A French Comte Ory

Rossini’s Le Comte Ory was written for Paris so it’s appropriate that there should be a recording from the Opéra Comique.  It’s directed by Denis Podalydès who chooses to set it around the time of the opera’s creation (1828) with the “crusader” element replaced by the French conquest of Algeria.  The sets and costumes are pretty conventional with a heavy emphasis on religious symbolism; some of it rather awry.  There’s also a heavy element of sexual frustration.  The comedy is all very much there but it’s not too slapstick and there’s none of the annoying cheesiness of Bartlett Sher’s New York version.  It all feels very French.

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Carmen at Bregenz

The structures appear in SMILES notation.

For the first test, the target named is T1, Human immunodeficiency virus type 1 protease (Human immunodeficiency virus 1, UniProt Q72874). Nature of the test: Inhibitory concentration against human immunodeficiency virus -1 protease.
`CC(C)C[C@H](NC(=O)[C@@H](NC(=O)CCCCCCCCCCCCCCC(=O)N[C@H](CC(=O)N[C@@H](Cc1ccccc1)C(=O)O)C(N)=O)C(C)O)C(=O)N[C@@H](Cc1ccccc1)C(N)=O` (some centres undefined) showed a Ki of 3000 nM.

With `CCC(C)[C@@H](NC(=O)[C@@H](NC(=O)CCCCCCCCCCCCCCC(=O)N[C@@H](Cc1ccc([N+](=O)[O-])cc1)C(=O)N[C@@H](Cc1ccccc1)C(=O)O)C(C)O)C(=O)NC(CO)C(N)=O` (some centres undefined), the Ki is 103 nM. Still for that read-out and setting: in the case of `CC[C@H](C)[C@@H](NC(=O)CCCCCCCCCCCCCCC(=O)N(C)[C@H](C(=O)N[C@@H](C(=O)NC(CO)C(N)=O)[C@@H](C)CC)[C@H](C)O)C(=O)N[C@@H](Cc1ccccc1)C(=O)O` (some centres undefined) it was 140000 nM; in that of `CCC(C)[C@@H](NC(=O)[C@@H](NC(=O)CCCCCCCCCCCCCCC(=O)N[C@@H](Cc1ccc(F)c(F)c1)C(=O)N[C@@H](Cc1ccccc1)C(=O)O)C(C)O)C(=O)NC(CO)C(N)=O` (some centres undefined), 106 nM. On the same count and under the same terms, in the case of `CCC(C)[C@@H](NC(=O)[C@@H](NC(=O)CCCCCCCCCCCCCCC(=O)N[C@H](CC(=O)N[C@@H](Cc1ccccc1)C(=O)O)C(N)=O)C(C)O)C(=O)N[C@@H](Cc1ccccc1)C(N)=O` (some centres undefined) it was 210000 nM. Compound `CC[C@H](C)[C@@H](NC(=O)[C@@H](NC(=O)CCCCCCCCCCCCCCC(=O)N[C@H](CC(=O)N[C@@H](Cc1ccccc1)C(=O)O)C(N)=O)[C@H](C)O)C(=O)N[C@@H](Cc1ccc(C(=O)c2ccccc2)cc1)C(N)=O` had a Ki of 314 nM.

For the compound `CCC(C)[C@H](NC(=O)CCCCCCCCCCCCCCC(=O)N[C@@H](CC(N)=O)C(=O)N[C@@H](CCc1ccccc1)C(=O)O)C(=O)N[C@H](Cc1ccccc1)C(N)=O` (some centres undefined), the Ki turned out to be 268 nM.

One has to recalibrate when reviewing productions from the lake stage at Bregenz.  The challenges for set designer and director are very different from designing/directing in a conventional theatre.  There’s an interview with Es Devlin on the disk of the 2017 production of Bizet’s Carmen that explains the issues very well but broadly it’s a question of creating a single, giant set that can be used throughout the opera and which makes a statement that integrates the work with the environment of the Bodensee.  The challenge for the director, as well, as the usual ones, is to communicate the characters and story when they are rather dwarfed by the setting.  S/he also has to figure out how to fit the lake itself into the story.  I think Devlin and director, Kasper Holten, manage this remarkably well.

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